• Solar Infusion – This is one of the best methods to extract the healing benefits that your chosen herbs have. Not only are you charging your oil with naturally healing sun rays but this is the gentlest method of infusion. Some people also like to steep their herbs in the moonlight, this can give it an extra boost as well. To infuse your oil solar style, just fill your jar 1/4-1/2 full of your herbs. You can do a single herb or even a combination depending on what you are planning to use your oil for. Fill the rest of the jar, to the top, with your carrier oil (you can even do a combination of oils if you like. In all of my salves, I steep my herbs in a combination of extra virgin olive oil and extra virgin coconut oil) and cover with a lid. Set out in the sun or a sunny window and give a good shake to the jar ever day for 2 weeks. Using a cheese cloth lined strainer, strain the oil from your herbs and squeeze out any remaining oil to get the most of the oil as possible.
  • Stove Top Infusion – This is a good quick method if you don’t have the time to wait 2 weeks for a solar infusion to complete. In a double boiler drop in 1/4 part herbs to 1 part oil and allow to steep over the heat for several hours. I see people saying to leave it overnight, but there is no way to do that with a double boiler. Only do this if you are using a crockpot (which you can also use instead of the stove). Using a cheese cloth lined strainer, strain the oil from your herbs and squeeze out any remaining oil to get the most of the oil as possible.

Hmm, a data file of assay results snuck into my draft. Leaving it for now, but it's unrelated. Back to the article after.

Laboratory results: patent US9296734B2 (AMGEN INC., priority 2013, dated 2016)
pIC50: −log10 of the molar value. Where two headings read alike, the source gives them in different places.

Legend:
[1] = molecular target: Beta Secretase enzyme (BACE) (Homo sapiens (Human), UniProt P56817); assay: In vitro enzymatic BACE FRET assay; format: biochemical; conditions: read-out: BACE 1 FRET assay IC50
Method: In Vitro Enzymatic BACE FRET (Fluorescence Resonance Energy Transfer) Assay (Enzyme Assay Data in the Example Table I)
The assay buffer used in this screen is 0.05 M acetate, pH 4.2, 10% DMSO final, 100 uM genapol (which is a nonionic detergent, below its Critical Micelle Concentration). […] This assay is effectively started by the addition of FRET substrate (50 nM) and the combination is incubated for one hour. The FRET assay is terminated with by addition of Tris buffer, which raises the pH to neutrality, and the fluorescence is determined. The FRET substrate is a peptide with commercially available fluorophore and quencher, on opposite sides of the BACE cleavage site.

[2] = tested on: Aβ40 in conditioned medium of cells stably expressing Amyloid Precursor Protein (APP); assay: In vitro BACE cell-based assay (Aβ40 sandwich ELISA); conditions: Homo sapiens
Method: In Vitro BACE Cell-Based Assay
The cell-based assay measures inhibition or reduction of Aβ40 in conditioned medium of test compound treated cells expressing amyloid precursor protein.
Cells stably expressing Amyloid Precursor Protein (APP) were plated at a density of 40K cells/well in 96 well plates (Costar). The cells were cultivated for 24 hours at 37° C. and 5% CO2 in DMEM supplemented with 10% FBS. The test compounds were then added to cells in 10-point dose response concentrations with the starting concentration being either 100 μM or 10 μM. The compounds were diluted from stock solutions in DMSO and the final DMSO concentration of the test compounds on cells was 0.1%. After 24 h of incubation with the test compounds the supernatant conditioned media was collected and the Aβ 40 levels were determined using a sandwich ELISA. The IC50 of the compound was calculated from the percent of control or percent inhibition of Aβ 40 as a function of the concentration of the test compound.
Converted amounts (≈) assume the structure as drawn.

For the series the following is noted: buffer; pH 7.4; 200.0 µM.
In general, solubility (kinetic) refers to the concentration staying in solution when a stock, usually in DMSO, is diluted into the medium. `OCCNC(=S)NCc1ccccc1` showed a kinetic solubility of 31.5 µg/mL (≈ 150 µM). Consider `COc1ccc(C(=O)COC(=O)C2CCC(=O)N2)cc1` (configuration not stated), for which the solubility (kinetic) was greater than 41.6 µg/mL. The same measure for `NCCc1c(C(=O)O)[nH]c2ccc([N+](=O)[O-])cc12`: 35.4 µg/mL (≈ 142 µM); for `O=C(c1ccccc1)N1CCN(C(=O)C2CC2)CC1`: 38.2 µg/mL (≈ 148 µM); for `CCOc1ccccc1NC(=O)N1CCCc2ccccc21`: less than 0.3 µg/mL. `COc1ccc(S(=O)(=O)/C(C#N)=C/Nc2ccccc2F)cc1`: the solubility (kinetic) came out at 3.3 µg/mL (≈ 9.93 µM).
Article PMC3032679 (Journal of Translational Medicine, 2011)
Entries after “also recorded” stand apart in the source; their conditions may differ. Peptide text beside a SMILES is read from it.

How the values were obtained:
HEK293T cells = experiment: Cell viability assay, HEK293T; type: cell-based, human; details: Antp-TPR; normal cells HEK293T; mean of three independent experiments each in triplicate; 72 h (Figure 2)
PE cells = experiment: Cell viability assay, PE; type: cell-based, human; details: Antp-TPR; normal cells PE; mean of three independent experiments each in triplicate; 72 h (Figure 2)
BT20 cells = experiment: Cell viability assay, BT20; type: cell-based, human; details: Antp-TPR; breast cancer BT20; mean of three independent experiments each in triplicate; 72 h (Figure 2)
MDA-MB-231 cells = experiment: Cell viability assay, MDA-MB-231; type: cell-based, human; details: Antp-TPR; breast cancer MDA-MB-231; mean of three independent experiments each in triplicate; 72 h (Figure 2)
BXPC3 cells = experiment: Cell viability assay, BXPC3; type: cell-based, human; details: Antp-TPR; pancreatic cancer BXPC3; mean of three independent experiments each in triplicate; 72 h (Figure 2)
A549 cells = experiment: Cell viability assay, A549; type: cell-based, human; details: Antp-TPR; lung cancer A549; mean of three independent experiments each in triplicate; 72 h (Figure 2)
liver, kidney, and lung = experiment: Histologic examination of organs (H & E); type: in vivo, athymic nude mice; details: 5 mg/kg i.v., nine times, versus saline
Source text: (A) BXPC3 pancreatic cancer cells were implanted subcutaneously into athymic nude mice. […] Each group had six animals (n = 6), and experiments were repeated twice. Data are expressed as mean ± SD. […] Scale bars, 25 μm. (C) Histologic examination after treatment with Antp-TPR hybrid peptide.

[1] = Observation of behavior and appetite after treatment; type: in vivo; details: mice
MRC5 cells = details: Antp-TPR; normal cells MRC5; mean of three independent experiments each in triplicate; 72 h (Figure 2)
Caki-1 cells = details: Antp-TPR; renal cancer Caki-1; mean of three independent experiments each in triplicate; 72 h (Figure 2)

• Oven Infusion – When I don’t have sunshine out here in Texas, this is the method I like to use the most. I find it the easiest to leave it be without having to refill water in the bottom of a double boiler like the stove-top method. Turn your oven on the lowest setting that you can. I like to use a 1/2 gallon mason jar but this can be done in smaller. Fill your jar 1/4-1/2 full of your herbs and cover with oil to the top and cover with a lid. Set the mason jar on its side on a cookie sheet (I use one with a rim so that any oil that might leak out from the lid won’t fall onto my oven’s heating element) and put in the oven on the middle rack. Every couple of hours pull the jar out of the oven and give 2 or 3 shakes. Leave in the oven for 24-48 hours. Using a cheese cloth lined strainer, strain the oil from your herbs and squeeze out any remaining oil to get the most of the oil as possible.